Are You Looking to Adopt?
We’re on record as being big-time animal lovers.
In fact, when meeting a new person, we’ve been known to ask what their dog’s name is before their own! Kinda rude? Yup! But hey, it’s not our fault that dogs tend to have cooler, more memorable names than say, Chris, or Ed. Anyway, we digress. Because we are such fans of cats, dogs, and everything in between (Catdog?), we decided to put together a page for the purpose of showcasing some of the best adoption resources for giving some of the cutest animals in Austin a forever home.
Arguably the most famous pet rescue in Austin, APA! has cats and dogs in its downtown Austin location, as well as some in foster throughout the city. Austin Pets Alive! is a no-kill shelter committed to rehabilitating at-risk pets and reducing euthanasia rates across Austin. APA! also has a barn cat program, where they place non-traditional cats that are feral or non-socialized with owners that can give them a safe shelter.
Austin Animal Center is the city-sponsored animal shelter that provides rehabilitation programs for at-risk pets and strives to reduce the number of homeless pets in Austin. The center is an open-intake facility that accepts all homeless pets regardless of breed, size or temperament.
The Love-A-Bull dog rescue seeks to help homeless pit bulls find a forever home but has also made it its mission to adjust the stereotypes of pit bulls through education and advocacy programs. The rescue is 100% volunteer-run, with no paid positions on its roster.
The Austin Siamese Rescue is a private shelter that doesn’t have a public space, but rather homes all of their adoptable cats in foster homes. The shelter focuses on the 14 breeds of the Royal Thai Family, including Siamese, Balinese, Javanese, Oriental Shorthairs and Longhairs, Birmans, Burmese, Himalayans, Ocicats, Ragdolls, Snowshoes, and Tonkinese cats.
Lizzy’s Animal Hospice works to provide the most vulnerable shelter dogs – those who are elderly or terminally ill – with a loving home in which to spend the rest of their life. Lizzy’s Animal Hospice was founded on the idea that all dogs deserve a loving and comforting end of life, and seeks to provide that for this vulnerable population. Lizzy’s Animal Hospice also runs Lucky Mutts, a dog rescue organization with younger/healthy dogs that Lizzy’s brings in mistakenly or by choice.
The House Rabbit Resource Network advocates for the livelihood of house rabbits by educating owners about proper rabbit care and facilitating the adoption process for homeless rabbits and potential owners. The resource works not only to facilitate these adoptions but also to provide education about how rabbit owners can take better care of their new pet.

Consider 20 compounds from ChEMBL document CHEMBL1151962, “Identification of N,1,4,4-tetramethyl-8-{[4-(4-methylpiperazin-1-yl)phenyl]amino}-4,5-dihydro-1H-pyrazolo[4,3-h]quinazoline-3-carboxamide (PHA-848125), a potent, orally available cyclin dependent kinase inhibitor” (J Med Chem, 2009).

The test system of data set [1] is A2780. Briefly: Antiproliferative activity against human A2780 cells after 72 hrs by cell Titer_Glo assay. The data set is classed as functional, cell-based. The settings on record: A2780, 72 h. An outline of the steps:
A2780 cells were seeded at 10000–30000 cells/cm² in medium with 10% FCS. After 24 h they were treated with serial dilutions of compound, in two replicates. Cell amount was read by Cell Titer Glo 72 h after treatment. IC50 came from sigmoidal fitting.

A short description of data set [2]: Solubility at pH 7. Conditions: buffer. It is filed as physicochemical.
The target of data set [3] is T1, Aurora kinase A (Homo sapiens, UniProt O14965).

The Forgotten Friends rescue is devoted to rescuing mixed-breed dogs and finding them suitable homes. The program has existed for 20 years and is a 100% volunteer-run organization. Mixed-breed dogs enter the program from area shelters, then the rescue finds a suitable foster home and, eventually, adopter.
After volunteering at area shelters and seeing how desperate they were for rescue support partners, Kelley Rice founded New Hope Animal Rescue. New Hope works to reduce the number of dogs that are euthanized in shelters each year by advocating for animal adoption over purchase from breeders and educating the public about the importance of spaying and neutering.
The Wee Rescue works with the Austin Animal Center to place small dog breeds – such as Havanese, Lhasa Apsos, Pekingese Shih Tzus – in forever homes. All of the small dogs are spayed/neutered, receive shots and get microchipped before they are made available to adopt. They also spend at least two weeks in a foster home so potential adopters can get a sense of their personality and triggers.
The Purrfect Pals Rescue specializes in particularly at-risk kittens that require round-the-clock care and bottle feeding. They work to rehabilitate these kittens and prepare them for placement in a forever home, with the goal of reducing the euthanasia rates among kittens that need extra care.
The Austin Humane Society is the largest non-profit and no-kill shelter in Austin. It is also the longest-standing shelter in the city, as it has been in service since 1952. Similar to other large-scale shelters in the city, the Humane Society is dedicated to safely rehoming pets and educating the public about responsible pet ownership.
CONTRIBUTED BY EMILY GIBSON | Do512